Thursday, October 12, 2006
I stopped by Busboys & Poets on Monday, largely because I needed a place to sit and read for a while. I haven't stopped by the Cafe since I stopped working there except to pick up my last two paychecks, so I've been going to Tryst a lot (too much) and I felt like a change of scenery.

Not trusting their espresso (I've become a complete espresso snob in the last year, it's terrible) I ordered a cup of coffee... and I have to say I was both surprised and impressed.

I don't know if the coffee there is actually that good, really, or if it's just that I've been... what's the opposite of spoiled? I've become accustomed to getting really lousy, overroasted crap-tasting coffee from places trying to immitate Charbucks. Last week I was caught in DuPont Circle during a miserable cold rain, so I went into Cosi to warm up (and do some reading... have I mentioned I read too much?). I got a small cup of coffee, and couldn't drink more than two or three sips. It was swill. OK, maybe I'm not just an espresso snob... no, this is not snobbery: the stuff was worse than the pigslop my high school cafeteria served!

But back to the positive. I drank the hell outta that BB&P coffee, marveling at the fact I could taste the complex coffee bean flavor, and not just the generically bittersweet roast. Maybe they really do serve brilliant coffee there, but I have to suspect it was more than a little to do with the unexpected joy of a good old fashioned light roast, bright and beany in my mug.

I think it was when I was learning Music History back in the summer of '93 that I first came up with the idea of Jumping the Asymptote. The Romantic period, starting with Beethoven's later works and building up to the birth of Modernism in the early 20th century, was largely about moving away from a tonal center. Composers got more and more adventurous, stretching the boundaries of tonality, getting closer and closer to the point where tonality would cease altogether, but never actually crossing that line. Pushing the boundaries was exciting, jumping outside of them would be tennis without a net.

Then came Berg and Webern and Schoenberg. They saw music getting closer and closer to this line and decided that the destiny of music was to cross it. So this they did, producing first atonal music, then the dogmatic serialism that sucked all remaining sign of life from symphonic music, leaving it the museum-relic mummy hooked to public-funding life support that it is today.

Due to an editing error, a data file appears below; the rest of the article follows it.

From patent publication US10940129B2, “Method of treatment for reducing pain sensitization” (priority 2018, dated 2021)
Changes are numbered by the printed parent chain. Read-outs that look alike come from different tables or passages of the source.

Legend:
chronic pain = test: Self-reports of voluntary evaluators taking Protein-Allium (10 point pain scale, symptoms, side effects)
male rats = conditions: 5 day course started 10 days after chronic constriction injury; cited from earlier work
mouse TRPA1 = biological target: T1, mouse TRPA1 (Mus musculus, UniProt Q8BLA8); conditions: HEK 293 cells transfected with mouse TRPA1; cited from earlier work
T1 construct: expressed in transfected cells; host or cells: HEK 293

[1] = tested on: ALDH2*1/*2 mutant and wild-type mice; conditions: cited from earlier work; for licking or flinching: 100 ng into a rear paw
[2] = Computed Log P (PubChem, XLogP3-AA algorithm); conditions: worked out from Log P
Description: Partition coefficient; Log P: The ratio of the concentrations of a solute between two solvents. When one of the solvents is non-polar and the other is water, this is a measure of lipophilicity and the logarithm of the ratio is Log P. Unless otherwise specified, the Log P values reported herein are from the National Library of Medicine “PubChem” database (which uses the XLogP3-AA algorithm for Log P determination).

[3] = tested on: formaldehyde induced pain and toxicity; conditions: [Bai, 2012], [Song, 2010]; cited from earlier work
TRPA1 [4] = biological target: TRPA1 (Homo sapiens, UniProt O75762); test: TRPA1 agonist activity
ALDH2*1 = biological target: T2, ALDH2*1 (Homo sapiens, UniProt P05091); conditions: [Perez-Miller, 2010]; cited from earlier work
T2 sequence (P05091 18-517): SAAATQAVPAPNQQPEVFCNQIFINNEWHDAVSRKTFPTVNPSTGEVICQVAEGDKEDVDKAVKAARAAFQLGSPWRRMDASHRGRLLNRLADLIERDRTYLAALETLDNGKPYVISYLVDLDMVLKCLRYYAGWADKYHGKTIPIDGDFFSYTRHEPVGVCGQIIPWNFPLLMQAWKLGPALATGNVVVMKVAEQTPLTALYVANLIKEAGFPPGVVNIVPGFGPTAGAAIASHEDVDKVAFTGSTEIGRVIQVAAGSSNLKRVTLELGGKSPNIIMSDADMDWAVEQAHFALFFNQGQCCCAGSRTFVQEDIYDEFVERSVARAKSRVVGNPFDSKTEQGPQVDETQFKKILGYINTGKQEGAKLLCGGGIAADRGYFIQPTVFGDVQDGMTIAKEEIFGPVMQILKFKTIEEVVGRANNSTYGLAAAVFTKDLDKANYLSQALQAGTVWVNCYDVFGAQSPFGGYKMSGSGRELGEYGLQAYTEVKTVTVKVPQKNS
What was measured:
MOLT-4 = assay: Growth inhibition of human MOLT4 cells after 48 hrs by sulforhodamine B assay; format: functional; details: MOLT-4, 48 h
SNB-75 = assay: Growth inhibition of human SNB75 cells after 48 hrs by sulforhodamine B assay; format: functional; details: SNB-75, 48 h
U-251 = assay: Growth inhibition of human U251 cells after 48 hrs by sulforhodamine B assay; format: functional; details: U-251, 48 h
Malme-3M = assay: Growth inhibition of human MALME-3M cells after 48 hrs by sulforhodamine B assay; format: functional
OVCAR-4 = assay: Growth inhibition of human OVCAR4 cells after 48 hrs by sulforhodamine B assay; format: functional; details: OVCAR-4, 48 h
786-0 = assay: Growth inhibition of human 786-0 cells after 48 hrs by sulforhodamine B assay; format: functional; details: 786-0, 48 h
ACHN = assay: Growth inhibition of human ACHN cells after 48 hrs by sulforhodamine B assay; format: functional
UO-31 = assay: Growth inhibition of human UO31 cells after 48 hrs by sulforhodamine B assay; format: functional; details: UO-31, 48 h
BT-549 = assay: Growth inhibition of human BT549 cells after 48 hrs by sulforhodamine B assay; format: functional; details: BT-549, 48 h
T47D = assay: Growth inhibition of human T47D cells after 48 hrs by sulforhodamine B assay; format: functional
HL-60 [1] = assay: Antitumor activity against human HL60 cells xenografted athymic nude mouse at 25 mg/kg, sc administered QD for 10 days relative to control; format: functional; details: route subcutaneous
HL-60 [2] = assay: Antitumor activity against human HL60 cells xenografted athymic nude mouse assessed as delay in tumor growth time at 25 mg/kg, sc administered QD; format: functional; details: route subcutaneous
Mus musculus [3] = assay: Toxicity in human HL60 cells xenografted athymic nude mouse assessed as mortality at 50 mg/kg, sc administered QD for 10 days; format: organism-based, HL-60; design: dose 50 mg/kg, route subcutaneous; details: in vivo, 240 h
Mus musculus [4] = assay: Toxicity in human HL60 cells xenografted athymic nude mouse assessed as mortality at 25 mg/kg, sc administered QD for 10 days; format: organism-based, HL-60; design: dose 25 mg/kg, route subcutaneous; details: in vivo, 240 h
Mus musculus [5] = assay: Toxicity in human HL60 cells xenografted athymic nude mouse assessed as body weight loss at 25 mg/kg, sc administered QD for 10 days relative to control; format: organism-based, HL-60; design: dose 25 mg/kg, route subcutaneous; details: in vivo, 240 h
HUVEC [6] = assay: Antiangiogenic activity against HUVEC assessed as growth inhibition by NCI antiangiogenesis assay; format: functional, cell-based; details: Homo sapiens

Of course, there was an eventual backlash. Minimalism, serialism made aggressively tonal ("In C" anybody?) was one salvo. John Cage's music-as-chaos/chaos-as-music aesthetic fought back against serialism's ossifying formalism. But it all seemed to come to late, as the popular ear turned to jazz and, later, rock and roll and even hip-hop.

In any case, I accuse Charbucks and its immitators of the same crime as the atonal composers: Jumping the Asymptote.

The American tradition of coffee is all about light roast: the bright breakfast blend, highly caffeinated, as a morning pick-me-up. Darker roasts, as suggested by their names (French Roast, Neapolitan, etc.) are more associated with the continental tradition, and thus come preloaded with old world mystique and sophisticated cachet. While the squares drank their Maxwell House robusta crap, the coffee intelligentsia drank dark, rich exotic blends. The darker, the more... more... je ne sai quoi.

Darker... up to a certain point. Because beyond that point you have burnt beans! But some joker in Seattle decided to hop right on over that asymptote. And millions of Americans have followed right along, as if "Pierrot Lunaire" had become a Top 40 hit. This is great for the chain and its investors, by the way, because if the beans are charred beyond recognition, one can save money using grossly inferior stock and nobody will be able to taste the difference... but once again I digress.

And this has really all been one long digression from my main point, which is that for all its talk of "letting the coffee speak for itself," the Third Wave always seems to me like a simple case of American Coffee Tradition striking back. The humble, bright light roast of days gone by is asserting itself against the oversteppings of encroaching European-ness, and doing so by cloaking itself in a new esotericism. Only time will tell, I suppose, whether Murky and its allies are a rear-guard or a vanguard-- minimalism or jazz...
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